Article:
Last Updated on May 8, 2015, by eNotes Editorial. Word Count: 510
“The Bird” presents the soldier’s view of war and employs three traditional literary themes: reversal of fortune, survival of the unfittest, and the picaresque (or journey). Heinrich, the young musician and miner, must become a soldier (reversal of fortune), and he is able to escape from death and capture (survival...
(The entire section contains 510 words.)
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“The Bird” presents the soldier’s view of war and employs three traditional literary themes: reversal of fortune, survival of the unfittest, and the picaresque (or journey). Heinrich, the young musician and miner, must become a soldier (reversal of fortune), and he is able to escape from death and capture (survival of the unfittest) through his songs of flying away like a bird (picaresque).
Freedom is a common thread throughout the poem, set in Germany in the 1940’s. Hans, in the beginning of the poem, longs to be free; this desire is evident also in Heinrich and in the prisoners in the concentration camp. Heinrich as a young man escapes through his music and through his dreams of a bird flying away; later he literally escapes, like a bird.
Although Simpson vividly portrays images to the reader, he does not focus on the characterization; most are flat characters about whom the reader knows little. The people that Heinrich thought he knew were actually veiled to him. For instance, he does not expect to find the body of the colonel with “[a] pistol by his head.” Heinrich is also surprised when “He [finds] the Major drinking/ In a woman’s party dress.”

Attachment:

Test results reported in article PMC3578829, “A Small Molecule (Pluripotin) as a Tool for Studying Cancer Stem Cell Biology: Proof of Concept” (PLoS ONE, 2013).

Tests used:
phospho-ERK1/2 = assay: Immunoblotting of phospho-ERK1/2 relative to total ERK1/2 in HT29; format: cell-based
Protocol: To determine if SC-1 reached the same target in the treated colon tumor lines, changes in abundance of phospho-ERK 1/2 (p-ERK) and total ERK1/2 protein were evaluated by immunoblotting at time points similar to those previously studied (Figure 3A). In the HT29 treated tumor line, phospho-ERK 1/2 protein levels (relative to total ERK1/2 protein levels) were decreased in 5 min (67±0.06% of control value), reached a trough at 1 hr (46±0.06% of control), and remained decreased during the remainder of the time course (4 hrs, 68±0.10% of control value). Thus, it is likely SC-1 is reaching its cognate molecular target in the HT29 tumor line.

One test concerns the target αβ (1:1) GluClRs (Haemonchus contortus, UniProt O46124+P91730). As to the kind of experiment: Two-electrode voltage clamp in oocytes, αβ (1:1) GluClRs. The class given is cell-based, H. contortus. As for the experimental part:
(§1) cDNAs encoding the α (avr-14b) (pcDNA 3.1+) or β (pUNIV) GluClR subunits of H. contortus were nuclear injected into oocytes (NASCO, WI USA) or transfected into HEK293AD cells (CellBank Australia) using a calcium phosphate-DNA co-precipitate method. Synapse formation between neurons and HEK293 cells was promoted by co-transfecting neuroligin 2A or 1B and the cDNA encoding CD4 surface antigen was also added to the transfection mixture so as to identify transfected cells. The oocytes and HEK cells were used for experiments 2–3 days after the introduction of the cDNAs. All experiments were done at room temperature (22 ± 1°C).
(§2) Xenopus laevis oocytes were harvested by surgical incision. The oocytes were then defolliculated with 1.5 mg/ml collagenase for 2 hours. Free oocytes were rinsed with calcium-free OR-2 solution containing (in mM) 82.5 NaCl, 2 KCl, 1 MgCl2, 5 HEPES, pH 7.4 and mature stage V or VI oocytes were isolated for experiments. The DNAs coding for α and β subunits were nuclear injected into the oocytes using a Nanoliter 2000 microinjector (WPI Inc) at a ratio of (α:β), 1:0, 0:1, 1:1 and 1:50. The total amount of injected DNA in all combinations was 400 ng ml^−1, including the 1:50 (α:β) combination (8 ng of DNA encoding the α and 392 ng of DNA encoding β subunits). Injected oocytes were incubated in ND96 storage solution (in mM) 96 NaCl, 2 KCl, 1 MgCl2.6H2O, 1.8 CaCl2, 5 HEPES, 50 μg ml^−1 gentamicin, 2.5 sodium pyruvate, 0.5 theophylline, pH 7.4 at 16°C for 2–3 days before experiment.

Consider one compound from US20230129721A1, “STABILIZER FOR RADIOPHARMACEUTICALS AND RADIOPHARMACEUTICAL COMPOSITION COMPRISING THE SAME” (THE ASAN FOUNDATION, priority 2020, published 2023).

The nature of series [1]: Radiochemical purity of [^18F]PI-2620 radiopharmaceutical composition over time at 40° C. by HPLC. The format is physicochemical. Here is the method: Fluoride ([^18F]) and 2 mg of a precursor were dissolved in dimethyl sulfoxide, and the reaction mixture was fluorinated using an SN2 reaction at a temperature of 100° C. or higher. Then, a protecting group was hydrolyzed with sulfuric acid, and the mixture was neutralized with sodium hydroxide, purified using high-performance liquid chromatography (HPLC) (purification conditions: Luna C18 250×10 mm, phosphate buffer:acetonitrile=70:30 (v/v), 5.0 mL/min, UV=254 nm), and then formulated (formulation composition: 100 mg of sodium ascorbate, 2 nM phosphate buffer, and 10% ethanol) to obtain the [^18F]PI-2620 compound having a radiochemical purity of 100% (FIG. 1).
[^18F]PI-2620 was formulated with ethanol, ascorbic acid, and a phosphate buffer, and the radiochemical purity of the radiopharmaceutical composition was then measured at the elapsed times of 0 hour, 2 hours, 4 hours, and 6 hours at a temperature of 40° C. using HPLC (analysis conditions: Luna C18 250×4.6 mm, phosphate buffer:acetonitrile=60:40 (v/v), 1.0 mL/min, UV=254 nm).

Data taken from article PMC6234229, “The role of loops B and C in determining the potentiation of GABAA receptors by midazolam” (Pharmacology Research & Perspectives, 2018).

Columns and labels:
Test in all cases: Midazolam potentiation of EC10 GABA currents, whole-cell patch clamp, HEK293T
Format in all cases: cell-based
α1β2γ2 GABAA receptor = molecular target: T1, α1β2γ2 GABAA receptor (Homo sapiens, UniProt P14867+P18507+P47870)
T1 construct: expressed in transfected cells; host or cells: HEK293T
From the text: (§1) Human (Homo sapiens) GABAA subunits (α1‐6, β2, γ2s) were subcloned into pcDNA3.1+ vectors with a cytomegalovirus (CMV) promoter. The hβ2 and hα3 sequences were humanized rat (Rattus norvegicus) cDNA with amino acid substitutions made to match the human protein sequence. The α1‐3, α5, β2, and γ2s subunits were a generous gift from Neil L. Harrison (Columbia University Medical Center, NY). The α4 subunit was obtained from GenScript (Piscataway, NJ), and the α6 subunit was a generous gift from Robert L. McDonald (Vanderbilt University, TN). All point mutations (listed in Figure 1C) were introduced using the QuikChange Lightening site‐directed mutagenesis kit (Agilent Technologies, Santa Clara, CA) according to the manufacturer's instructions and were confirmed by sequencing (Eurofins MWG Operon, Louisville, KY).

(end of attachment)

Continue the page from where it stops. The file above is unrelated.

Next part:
Alienation is typical of many of the characters in the poem. Heinrich does not talk with his mother, who cries; his attempt to contact Hans through a letter is unsuccessful. Heinrich’s officers do not know him. When Heinrich asks to fill the vacancy, they ask to see his dossier. His commanding officer does not even care to get to know him: “Dismissed! Don’t slam the door.” The fact that Heinrich does not know his officers—still more evidence of alienation—is evidenced by his surprise at the suicide and the cross-dressing. Heinrich’s alienation from the prisoners is evident by the matter-of-fact method in which he is able to kill them. Later, he is able to alienate himself from the search party by literally taking flight as a bird. Even with his own family, later, he separates himself through song.
The most enduring themes in “The Bird” are the ideas. Humans are executed, take their own lives, and die; material possessions, like clothes, are discarded. The song, however, remains; through creativity Heinrich finds escape from the pressures of war and life. The poem leaves one with a sense of sorrow for the life that others—Heinrich’s mother, the government, Heinrich’s own family—prescribed for the young soldier. The reader can take consolation, however, in the fact that Heinrich is able to escape through fantasy.
Despite Heinrich’s escape and the release of some of the prisoners from their confinement, the poem ends sorrowfully. Heinrich’s song “makes his children cry”; he appears lost to himself and to others. Whether Heinrich ever finds himself and whether his pursuers ever find him remain unclear. Simpson leaves the readers with an open denouement and with the freedom to create an ending that they deem acceptable. They may choose a realistic ending or, like Simpson, they may employ fantasy.